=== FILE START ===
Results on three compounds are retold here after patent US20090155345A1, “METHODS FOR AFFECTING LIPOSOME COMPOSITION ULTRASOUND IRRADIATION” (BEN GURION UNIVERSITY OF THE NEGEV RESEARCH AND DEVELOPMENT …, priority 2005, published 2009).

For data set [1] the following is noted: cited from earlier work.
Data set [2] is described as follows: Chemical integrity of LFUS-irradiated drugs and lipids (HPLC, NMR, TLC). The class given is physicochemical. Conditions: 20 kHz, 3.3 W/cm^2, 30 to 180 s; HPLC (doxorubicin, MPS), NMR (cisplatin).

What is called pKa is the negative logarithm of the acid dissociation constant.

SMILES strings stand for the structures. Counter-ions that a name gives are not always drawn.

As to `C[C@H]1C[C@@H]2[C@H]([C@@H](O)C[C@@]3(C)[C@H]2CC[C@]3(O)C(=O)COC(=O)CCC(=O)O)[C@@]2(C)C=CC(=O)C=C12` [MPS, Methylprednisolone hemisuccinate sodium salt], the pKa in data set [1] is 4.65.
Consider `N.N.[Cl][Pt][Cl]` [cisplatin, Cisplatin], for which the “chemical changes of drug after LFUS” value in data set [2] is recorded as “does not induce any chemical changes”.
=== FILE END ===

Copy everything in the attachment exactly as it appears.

Results on three compounds are retold here after patent US20090155345A1, “METHODS FOR AFFECTING LIPOSOME COMPOSITION ULTRASOUND IRRADIATION” (BEN GURION UNIVERSITY OF THE NEGEV RESEARCH AND DEVELOPMENT …, priority 2005, published 2009).

For data set [1] the following is noted: cited from earlier work.
Data set [2] is described as follows: Chemical integrity of LFUS-irradiated drugs and lipids (HPLC, NMR, TLC). The class given is physicochemical. Conditions: 20 kHz, 3.3 W/cm^2, 30 to 180 s; HPLC (doxorubicin, MPS), NMR (cisplatin).

What is called pKa is the negative logarithm of the acid dissociation constant.

SMILES strings stand for the structures. Counter-ions that a name gives are not always drawn.

As to `C[C@H]1C[C@@H]2[C@H]([C@@H](O)C[C@@]3(C)[C@H]2CC[C@]3(O)C(=O)COC(=O)CCC(=O)O)[C@@]2(C)C=CC(=O)C=C12` [MPS, Methylprednisolone hemisuccinate sodium salt], the pKa in data set [1] is 4.65.
Consider `N.N.[Cl][Pt][Cl]` [cisplatin, Cisplatin], for which the “chemical changes of drug after LFUS” value in data set [2] is recorded as “does not induce any chemical changes”.